Transformational
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Start-ups and leg-ups

25 June, 2020

Social enterprises around the world can be unparalleled catalysts for social change that are able to solve market and government failures by serving excluded and vulnerable populations. Social enterprises contribute £60 billion to the UK economy and employ 5% of the UK workforce. They employ tens of thousands of vulnerable and disadvantaged people such as those with disabilities, homeless people and veterans.

During COVID-19, though, they have suffered from inconsistent access to finance, as they rely on a funding matrix of loans, grants and traded income to grow and thrive. The difficulties in accessing grants has been identified by some to be the main barrier to growth for social enterprises.

In response to this challenge, our friends at NatWest have launched a £1 million S&CC Coronavirus Response Fund. The fund will offer grants between £5,000 – £50,000 to social enterprises (as well as charities and other community businesses) across the UK that employ people from vulnerable or disadvantaged groups and that have suffered a loss during COVID-19.* The NatWest grants will provide an alternative funding stream for social enterprises who have fallen between the bailout cracks and who currently do not qualify for mainstream loans or charity grants.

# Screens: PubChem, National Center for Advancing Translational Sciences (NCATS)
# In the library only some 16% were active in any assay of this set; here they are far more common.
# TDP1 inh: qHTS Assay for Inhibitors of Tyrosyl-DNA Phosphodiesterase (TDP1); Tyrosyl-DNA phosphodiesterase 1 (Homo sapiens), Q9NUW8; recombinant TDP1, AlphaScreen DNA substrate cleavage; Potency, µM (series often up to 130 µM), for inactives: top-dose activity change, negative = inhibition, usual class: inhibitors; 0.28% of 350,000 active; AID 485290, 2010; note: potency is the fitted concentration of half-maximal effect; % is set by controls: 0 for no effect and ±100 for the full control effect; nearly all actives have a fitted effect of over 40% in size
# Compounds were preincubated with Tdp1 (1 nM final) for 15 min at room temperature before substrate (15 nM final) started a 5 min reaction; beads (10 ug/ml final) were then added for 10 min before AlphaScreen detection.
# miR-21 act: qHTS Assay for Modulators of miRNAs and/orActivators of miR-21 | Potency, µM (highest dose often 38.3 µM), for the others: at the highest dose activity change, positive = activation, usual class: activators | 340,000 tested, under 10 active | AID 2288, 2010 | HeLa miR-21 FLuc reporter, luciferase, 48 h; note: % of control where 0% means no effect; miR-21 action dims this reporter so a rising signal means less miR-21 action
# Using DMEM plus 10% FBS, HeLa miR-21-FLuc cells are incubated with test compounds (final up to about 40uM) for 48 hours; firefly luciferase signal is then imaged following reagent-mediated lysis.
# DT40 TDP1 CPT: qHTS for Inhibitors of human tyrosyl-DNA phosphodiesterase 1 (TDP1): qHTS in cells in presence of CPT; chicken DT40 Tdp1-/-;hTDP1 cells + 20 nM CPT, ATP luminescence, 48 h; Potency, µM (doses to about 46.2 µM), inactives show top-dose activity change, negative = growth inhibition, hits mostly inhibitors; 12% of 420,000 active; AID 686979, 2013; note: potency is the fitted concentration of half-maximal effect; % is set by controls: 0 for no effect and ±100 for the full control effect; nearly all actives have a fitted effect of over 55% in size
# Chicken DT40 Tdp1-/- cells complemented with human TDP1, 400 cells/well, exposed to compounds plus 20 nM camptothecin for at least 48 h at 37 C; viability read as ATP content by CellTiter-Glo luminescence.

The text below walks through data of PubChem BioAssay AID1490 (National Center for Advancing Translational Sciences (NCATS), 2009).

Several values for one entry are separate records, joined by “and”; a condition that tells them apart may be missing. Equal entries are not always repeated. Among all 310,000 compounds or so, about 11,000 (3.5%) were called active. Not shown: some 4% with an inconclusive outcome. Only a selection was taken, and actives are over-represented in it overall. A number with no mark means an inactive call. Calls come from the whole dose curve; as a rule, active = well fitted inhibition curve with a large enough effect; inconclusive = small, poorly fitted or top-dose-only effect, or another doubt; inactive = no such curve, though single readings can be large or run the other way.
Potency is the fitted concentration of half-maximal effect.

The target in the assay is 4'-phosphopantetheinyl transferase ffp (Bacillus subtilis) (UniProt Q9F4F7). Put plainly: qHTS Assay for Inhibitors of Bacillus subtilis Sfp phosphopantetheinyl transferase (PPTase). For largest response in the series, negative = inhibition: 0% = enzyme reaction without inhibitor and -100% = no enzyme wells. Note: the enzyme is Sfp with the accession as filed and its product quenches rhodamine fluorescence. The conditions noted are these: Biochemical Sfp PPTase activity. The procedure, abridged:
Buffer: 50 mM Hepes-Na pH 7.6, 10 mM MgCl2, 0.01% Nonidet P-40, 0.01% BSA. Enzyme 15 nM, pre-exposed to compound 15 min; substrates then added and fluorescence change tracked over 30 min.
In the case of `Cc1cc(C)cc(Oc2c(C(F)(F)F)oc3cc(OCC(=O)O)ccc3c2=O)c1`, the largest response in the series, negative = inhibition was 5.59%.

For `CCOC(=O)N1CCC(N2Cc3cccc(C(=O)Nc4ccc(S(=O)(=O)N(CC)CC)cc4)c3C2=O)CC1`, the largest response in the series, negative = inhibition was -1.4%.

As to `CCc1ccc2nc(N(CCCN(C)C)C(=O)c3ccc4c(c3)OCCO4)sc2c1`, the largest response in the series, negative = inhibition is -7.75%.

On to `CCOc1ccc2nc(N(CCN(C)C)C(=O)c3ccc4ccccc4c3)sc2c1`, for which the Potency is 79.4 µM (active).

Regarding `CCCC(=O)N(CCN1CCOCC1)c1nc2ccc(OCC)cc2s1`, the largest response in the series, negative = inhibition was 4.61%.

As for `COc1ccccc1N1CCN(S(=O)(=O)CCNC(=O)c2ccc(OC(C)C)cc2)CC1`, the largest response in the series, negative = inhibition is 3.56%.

Several banks around the world have also rallied to the call from social enterprises during COVID-19. At the start of June DBS Bank Singapore created a $500,000 grant, set up through their Foundation, which hopes to attract 60+ social enterprises across Asia.

These creative solutions by banks to adapt and respond to the current challenges facing the sector should ensure that social enterprises can continue to run inclusive organisations that meet vital needs. Through utilising social enterprises’ valuable knowledge, experience and responses, together, we can learn a lot about what a better future model for business could look like.

(*Please note: Applications for NatWest’s S&CC Coronavirus Response Fund may only be open until Monday 29th June)

By Gemma Coate

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